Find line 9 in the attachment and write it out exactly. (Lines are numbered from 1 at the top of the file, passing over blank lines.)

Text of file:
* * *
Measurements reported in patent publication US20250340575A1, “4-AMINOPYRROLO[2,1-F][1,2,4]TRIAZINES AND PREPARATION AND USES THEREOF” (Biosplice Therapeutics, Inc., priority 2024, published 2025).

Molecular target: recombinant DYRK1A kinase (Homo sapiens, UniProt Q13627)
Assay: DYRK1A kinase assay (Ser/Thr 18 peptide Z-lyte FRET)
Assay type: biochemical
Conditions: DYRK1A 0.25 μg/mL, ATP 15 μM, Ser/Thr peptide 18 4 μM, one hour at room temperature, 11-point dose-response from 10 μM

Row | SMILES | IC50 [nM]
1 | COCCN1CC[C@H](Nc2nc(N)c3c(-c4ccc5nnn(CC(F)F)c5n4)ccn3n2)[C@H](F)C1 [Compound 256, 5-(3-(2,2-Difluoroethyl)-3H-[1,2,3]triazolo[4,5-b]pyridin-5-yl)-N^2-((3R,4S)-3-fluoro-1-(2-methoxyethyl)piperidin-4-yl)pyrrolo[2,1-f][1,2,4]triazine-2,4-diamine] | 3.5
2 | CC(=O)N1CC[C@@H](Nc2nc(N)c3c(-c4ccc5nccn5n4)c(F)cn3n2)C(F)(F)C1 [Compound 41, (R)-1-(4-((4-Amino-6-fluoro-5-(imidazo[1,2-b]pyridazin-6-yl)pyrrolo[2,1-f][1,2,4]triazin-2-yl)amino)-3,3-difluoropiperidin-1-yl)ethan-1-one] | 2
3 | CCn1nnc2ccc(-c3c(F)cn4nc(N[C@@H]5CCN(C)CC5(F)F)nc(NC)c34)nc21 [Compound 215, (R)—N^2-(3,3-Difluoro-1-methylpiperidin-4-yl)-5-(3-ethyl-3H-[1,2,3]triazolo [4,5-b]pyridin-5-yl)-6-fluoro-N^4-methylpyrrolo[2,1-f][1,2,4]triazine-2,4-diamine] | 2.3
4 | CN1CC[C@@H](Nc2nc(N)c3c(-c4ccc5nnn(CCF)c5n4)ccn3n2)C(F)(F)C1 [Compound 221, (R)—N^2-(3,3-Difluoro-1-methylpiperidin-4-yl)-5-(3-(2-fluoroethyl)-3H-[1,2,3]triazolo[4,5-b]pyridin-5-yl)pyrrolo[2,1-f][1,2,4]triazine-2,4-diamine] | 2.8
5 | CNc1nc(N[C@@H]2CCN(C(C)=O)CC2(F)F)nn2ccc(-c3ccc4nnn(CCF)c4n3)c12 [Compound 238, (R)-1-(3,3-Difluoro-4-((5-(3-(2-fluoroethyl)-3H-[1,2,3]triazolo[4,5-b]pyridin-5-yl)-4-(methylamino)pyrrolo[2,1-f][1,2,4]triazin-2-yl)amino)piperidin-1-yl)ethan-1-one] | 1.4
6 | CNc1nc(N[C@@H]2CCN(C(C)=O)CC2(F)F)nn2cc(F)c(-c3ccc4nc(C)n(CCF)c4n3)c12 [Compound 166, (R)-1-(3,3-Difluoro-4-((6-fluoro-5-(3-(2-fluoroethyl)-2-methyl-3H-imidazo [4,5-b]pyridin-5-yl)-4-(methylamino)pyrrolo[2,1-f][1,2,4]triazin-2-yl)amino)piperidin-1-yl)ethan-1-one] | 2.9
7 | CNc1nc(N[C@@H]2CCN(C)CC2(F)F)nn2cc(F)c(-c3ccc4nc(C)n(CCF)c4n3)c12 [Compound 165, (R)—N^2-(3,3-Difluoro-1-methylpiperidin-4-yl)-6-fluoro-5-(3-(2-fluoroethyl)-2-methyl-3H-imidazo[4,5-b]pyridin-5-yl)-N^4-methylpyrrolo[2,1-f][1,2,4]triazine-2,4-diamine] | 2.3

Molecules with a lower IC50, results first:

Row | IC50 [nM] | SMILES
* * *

3 | CCn1nnc2ccc(-c3c(F)cn4nc(N[C@@H]5CCN(C)CC5(F)F)nc(NC)c34)nc21 [Compound 215, (R)—N^2-(3,3-Difluoro-1-methylpiperidin-4-yl)-5-(3-ethyl-3H-[1,2,3]triazolo [4,5-b]pyridin-5-yl)-6-fluoro-N^4-methylpyrrolo[2,1-f][1,2,4]triazine-2,4-diamine] | 2.3